With COVID-19, there is still a lot of anxiety about returning to work environments for all of us – and that’s IF there is even a job to return to right now.
Ongoing changes to virus contagion info; seeing our premier adjusting what we can and can’t do practically weekly; and very outspoken conspiracy theories floating around in our communities and social media – our professional world has become challenging enough to make anyone want to pull their hair out or never get out of bed..
In a recent interview with the College of Early Childhood Educators, I shared a tool to help educators return to the classroom and I’m sharing it again to apply to your own career field too --
because first and foremost it's about coping with anxiety: the unknown, the threat, the fear - and that dear readers,
is not profession exclusive.
Anxiety happens when the brain can’t solve how to fully protect us from threat. It fires up our nervous systems with painful, intrusive thoughts and feelings about many potentially negative outcomes. This means service providers, helping professionals and public servants - all heavily exposed to the general population -- are on high alert when going back to work.
Adapted from Marsha Linehan’s DBT skills set called Plan Ahead – this concept can be modified to suit you by preparing for the anxiety you can anticipate in advance! Here’s how it works:
Plan to Learn - Facts defuse anxiety! Study inside and out, the new safety protocols between yourself, your colleagues and customers, clients or patients. Research the latest best practices to limit COVID-19 risk published by public health.
Plan to Rehearse- For a few moments, visualize living out a typical work day with all the new protocols in place. How will each part look and feel to you?
Notice when you come to a tender spot - that top of mind, hypothetical situation already stressing you out. That scenario already making your heart race, or breathing change with a flurry of “what if” /worst case thoughts. Commit these spots to memory for the next step.
Plan to Breathe - Tender spots are inevitable! Temperature cools the anxiety furnace. Prepare a few cold water bottles to have at arms length as you move through your day. Use to drink, hold on the back of your neck, wrists or elbows creases. I sneak them in work fridges or freezers or in my lunch cooler bag when I know a heavy day is ahead. 6). Repeat. There’s no wrong way to do it. Mix it up by repeating a pre-planned mantra to match the breath. “I am.. Okay” or “This will.. Be fine” or “It is.. What it is”.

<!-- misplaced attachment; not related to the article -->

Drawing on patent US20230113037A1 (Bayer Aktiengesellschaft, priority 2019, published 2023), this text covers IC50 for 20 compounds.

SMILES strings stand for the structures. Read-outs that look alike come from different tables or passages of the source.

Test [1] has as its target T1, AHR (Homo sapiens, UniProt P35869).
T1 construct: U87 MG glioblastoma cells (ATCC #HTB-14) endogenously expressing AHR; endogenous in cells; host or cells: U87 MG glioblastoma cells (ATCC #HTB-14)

Plan to Chill - Use Cold Water! Temperature cools the anxiety furnace. Prepare a few cold water bottles to discreetly have at arms length as you move through your day. Use to drink, hold on the back of your neck, wrists or elbows creases. I sneak them in work fridges or freezers or in my lunch cooler bag when I know a heavy day is ahead.
Plan to Protect - Double up on safety for yourself, it’s the ONE THING you have some control over.
Add your own personal precaution steps in the mix before, during and after the work day. I’ve got some in my car, my purse and right at the front door of our home – plus extra masks in the glove box.
Plan to Create - Anxiety hates fun! So try to force the intensity down a notch by adding a little creative flare to mix - I’m thinking: bright coloured or character mask; decorating the hand sanitizer; planning a social distanced picnic lunch with co-workers; coffee break in the parking lot parked next to each other. The possibilities are as big as your imagination.
Hi I’m Nadine, a 40-something registered psychotherapist. I’ve been in counselling, social work and mental health fields for 14 years. My background is community mental health and university settings. Today I focus on adults in helping and service professions. Together we work to improve well-being - be it with mood; shifting negative patterns; fostering deep healing; improving stamina; or defining personal truth. Willow Rock Wellness is my counselling clinic and all therapy is online or by phone. You can also find me on my pages at: Facebook or LinkedIn